Nobel Peace Prize winner and leader of Burma’s National League for Democracy (NLD) Aung San Suu Kyi has won a landslide in the first democratic elections held in Burma, which is also known as Myanmar, in 25 years.
The ruling Union Solidarity and Development Party (USDP) concede shortly after the results started pouring in that they had lost the election.
“We lost,” said Htay Oo, acting chairman of the USDP.
The USDP took power after the military junta that ruled Myanmar nullified an NLD victory in the 1990 elections.
The same junta also placed NLD leader Aung San Suu Kyi in house arrest for nearly 15 years.
By the NLD’s calculations, they have won 70 percent of the vote, more than enough to take power as the first democratically elected government in Burma since the 1960s.
“They must accept the results, even though they don’t want to,” said NLD spokesman Win Htein.
Even though the NLD have won this election, their leader Aung San Suu Kyi will not be the President of the country.
Under the current constitution written by the military junta Suu Kyi is barred from the office because her two sons hold British passports.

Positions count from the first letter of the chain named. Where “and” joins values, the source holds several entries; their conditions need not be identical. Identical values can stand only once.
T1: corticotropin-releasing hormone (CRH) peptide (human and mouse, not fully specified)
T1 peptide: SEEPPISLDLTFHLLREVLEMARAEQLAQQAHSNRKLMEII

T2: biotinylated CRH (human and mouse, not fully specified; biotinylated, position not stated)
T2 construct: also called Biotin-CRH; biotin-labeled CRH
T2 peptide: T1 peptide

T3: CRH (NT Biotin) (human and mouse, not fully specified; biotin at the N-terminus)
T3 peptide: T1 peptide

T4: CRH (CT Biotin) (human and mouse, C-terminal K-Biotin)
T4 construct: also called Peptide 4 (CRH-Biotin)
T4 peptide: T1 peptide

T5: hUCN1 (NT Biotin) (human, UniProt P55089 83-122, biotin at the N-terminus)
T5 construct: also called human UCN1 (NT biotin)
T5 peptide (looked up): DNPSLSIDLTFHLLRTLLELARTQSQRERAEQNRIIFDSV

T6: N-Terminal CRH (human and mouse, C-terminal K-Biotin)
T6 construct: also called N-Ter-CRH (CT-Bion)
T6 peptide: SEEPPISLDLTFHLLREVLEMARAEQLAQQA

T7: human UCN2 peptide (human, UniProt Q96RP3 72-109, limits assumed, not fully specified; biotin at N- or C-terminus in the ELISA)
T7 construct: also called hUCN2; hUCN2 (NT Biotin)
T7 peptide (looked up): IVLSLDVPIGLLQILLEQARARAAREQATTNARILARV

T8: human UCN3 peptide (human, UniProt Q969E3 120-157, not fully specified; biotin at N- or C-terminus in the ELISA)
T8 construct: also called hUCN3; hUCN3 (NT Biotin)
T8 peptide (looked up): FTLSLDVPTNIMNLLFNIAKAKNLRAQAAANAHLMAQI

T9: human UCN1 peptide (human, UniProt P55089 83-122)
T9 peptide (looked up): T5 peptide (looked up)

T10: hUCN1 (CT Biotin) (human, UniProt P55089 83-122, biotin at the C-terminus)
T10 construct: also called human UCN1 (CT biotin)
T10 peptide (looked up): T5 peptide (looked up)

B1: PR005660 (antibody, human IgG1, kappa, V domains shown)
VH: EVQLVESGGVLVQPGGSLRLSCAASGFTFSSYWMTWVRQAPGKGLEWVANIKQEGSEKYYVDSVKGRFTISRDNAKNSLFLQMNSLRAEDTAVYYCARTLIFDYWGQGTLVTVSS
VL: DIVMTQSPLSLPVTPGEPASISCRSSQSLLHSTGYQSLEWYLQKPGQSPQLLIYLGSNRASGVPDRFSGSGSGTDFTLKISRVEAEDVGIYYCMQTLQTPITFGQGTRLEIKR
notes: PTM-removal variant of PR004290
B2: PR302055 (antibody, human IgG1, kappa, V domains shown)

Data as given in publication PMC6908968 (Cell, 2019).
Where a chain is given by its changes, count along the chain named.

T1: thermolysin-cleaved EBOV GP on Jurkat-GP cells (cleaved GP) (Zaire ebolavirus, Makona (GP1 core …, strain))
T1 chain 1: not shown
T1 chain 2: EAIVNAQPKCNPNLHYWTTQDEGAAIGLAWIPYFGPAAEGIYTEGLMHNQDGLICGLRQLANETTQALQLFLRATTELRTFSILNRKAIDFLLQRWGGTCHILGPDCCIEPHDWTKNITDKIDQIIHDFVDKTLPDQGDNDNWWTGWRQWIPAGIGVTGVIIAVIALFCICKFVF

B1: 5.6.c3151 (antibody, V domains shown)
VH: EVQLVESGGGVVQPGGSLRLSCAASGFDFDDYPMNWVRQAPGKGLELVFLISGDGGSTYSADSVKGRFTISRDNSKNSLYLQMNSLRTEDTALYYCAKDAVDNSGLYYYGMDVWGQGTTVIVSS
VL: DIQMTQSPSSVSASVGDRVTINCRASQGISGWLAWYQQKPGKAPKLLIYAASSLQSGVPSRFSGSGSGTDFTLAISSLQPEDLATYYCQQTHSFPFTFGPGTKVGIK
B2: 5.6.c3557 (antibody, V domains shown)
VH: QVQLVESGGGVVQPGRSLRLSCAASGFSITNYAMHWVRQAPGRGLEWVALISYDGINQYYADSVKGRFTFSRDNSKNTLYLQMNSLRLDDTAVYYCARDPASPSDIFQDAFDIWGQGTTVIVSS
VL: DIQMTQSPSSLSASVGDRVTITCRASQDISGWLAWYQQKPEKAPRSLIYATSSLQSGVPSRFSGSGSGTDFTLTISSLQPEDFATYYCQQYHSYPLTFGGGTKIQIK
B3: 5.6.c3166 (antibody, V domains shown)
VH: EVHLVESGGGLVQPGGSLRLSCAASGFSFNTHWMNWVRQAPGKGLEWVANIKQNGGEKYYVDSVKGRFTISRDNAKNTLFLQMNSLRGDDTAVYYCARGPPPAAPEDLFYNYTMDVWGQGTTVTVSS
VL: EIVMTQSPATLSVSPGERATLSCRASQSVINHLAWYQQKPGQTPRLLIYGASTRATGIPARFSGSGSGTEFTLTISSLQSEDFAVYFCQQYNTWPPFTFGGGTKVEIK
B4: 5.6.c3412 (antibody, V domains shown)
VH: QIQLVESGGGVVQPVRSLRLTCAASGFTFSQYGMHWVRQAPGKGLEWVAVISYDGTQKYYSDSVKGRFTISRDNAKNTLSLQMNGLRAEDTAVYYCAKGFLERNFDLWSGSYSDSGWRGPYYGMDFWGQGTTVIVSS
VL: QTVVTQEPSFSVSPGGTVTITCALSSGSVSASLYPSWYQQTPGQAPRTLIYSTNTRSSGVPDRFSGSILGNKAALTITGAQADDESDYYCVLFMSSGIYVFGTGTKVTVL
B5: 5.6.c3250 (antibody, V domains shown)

She has declared however, that she will be the power behind the presidency, even if she cannot take the office herself.
U.S. Secretary of State John Kerry applauded the election as an important step forward.
“Millions of people from around the country, many of whom were voting for the first time, seized this opportunity to move one step closer to a democracy that respects the rights of all — a testament to the courage and sacrifice shown by the people of Myanmar over many decades,” he said in a statement.
Kerry did note however, that the situation in Myanmar is not yet perfect and there are some anti-democratic systems still in place that need to be over come.
For instance, the military is granted 25 percent of the seats in the parliament of Myanmar automatically according to the constitution.
[BBC] [CNN] [Reuters]